“Good, bad, I’m the guy with the gun.” -Army of Darkness
As of August 1st 2012, there were 129,817 federally licensed firearms dealers in the U.S., beating out grocery stores (36,569) and McDonald’s restaurants (14,098).
Of course if you’re just shopping for ammunition, there are a plethora of online retailers that might meet your needs; however, don’t expect speedy delivery. With demand high, companies such as www.targetsportsusa.com advise on their site:
Due to a very high volume of incoming orders please know that it will take up to 20-22 days before we process your order and 2-3 weeks before you receive your order.
The People’s Army
In 1959, Gallup reported that 49% of Americans said they had a gun in their home. In 2000, that figure had dropped to 39% (41% reported gun possession on their ‘property,’ however defined). In 2011, Gallup’s number had jumped to 47%. Subsequent analysis indicated that while gun ownership distribution was at 47%, the figure was misleading in that many gun owners possessed more than one firearm (and in many cases, a lot more). The National Institute of Justice reports that in 2009, Americans collectively owned 310 million firearms. Globally, in 2007, Americans were ranked first in gun ownership per capita at 88.8%, followed by Serbia (58.2%), and Yemen (54.2%).
As of and excluding the big sales month of December, ABC reported that 2012 U.S. sales of guns beat last years record by 350,000; the FBI recording instant background checks of 16,808,538.
In 2010, the top U.S. firearms manufacturers were:
Ruger 903,968 Units
Smith and Wesson 681,834
The ATF Firearms Manufacturing and Export Report reported that 5,391,311 units were manufactured in 2010. Although impressive, this number was slightly down from 2009, driven by a buying frenzy that many attribute to President Obama’s taking office, his possible position on gun control, and perhaps- a reaction to the fear mongering primarily generated by the Tea Party, the fringe right, and Fox News.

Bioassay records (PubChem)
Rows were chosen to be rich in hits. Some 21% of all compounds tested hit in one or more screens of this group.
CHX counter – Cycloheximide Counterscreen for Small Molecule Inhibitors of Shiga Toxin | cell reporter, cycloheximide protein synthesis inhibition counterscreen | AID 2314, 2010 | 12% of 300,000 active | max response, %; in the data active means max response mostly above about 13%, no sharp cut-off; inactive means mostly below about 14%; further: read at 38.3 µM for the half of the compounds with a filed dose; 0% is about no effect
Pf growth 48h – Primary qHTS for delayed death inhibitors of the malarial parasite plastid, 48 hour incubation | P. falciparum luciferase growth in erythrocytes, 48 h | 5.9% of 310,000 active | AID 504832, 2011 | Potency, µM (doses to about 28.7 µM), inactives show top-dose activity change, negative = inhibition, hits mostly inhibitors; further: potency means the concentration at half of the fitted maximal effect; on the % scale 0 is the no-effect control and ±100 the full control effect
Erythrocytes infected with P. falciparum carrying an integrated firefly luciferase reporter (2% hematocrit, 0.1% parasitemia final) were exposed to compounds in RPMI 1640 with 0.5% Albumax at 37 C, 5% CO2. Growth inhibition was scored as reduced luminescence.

The Geneva-based research group, Small Arms Survey estimated in August of 2011 that the U.S. dominated global market for ‘authorized international transfers’ of small and light weaponry, ammunition, parts, and accessories had ballooned from $4 billion in 2006 to 8.5 billion. The size of the U.S. gun industry vary, but IBIS World estimated in a 2012 Fiscal Times article that it generates approximately 12 billion in sales annually. The National Shooting Sports Association reports that in 2011, the American firearms industry employed 98,000+ people, up 31% from 2008.
And if one truly believes that the horrific events of last year might have had negative effect on the industry, ugh… nope. At this point, it is a foregone conclusion that regarding income and investment, firearms will continue to be ‘the way to go’ - at least in the short term.
The 2013 projection of economic impact on the U.S. economy now stands at $31.8 billion, including suppliers, taxes, and related secondary industries.
An article from Wall St. Cheat Sheet reported in April 2012 that fourth-placed, U.S. firearms maker Sturm Ruger had surged 360% over the last three years; to the point that the company suspended acceptance of new orders. Meanwhile, Smith and Wesson had surged 80% year to date.
From a December 2012 New York Times Dealbook article by Andrew Sorkin:
It is often overlooked, but some of the biggest gun makers in the nation are owned by private equity funds run by Wall Street titans. The .223 Bushmaster semiautomatic rifle that was used on Friday by Adam Lanza to massacre 20 schoolchildren was manufactured by the Freedom Group, a gun behemoth controlled by Cerberus Capital Management, named after the three-headed dog of Greek myth that guarded the gates of Hades. Its founder, Stephen A. Feinberg, hunts regularly on the weekends with a Remington Model 700.Bill de Blasio, New York City Public Advocate, provides us with a list of the largest twelve corporate investors in the gun industry that, “… continue to sell military-grade weapons and ammunitions to civilians.” – Among this list that he refers to as the Dirty Dozen: